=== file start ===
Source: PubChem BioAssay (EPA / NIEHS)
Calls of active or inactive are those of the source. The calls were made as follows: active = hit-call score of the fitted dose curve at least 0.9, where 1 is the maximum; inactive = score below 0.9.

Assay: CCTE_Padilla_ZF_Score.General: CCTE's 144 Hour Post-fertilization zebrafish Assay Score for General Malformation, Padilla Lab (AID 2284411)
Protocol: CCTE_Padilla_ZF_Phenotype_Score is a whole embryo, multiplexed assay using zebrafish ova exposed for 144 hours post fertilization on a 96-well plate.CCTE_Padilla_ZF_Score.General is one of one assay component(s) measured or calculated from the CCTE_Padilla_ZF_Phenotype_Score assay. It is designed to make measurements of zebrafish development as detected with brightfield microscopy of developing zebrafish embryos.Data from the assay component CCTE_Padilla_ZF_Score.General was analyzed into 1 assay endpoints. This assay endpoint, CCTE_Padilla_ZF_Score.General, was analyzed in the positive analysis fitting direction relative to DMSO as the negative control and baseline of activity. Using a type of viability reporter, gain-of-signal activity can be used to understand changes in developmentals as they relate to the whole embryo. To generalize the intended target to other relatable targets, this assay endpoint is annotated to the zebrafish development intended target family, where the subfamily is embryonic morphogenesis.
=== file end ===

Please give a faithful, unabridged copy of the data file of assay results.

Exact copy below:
Source: PubChem BioAssay (EPA / NIEHS)
Calls of active or inactive are those of the source. The calls were made as follows: active = hit-call score of the fitted dose curve at least 0.9, where 1 is the maximum; inactive = score below 0.9.

Assay: CCTE_Padilla_ZF_Score.General: CCTE's 144 Hour Post-fertilization zebrafish Assay Score for General Malformation, Padilla Lab (AID 2284411)
Protocol: CCTE_Padilla_ZF_Phenotype_Score is a whole embryo, multiplexed assay using zebrafish ova exposed for 144 hours post fertilization on a 96-well plate.CCTE_Padilla_ZF_Score.General is one of one assay component(s) measured or calculated from the CCTE_Padilla_ZF_Phenotype_Score assay. It is designed to make measurements of zebrafish development as detected with brightfield microscopy of developing zebrafish embryos.Data from the assay component CCTE_Padilla_ZF_Score.General was analyzed into 1 assay endpoints. This assay endpoint, CCTE_Padilla_ZF_Score.General, was analyzed in the positive analysis fitting direction relative to DMSO as the negative control and baseline of activity. Using a type of viability reporter, gain-of-signal activity can be used to understand changes in developmentals as they relate to the whole embryo. To generalize the intended target to other relatable targets, this assay endpoint is annotated to the zebrafish development intended target family, where the subfamily is embryonic morphogenesis.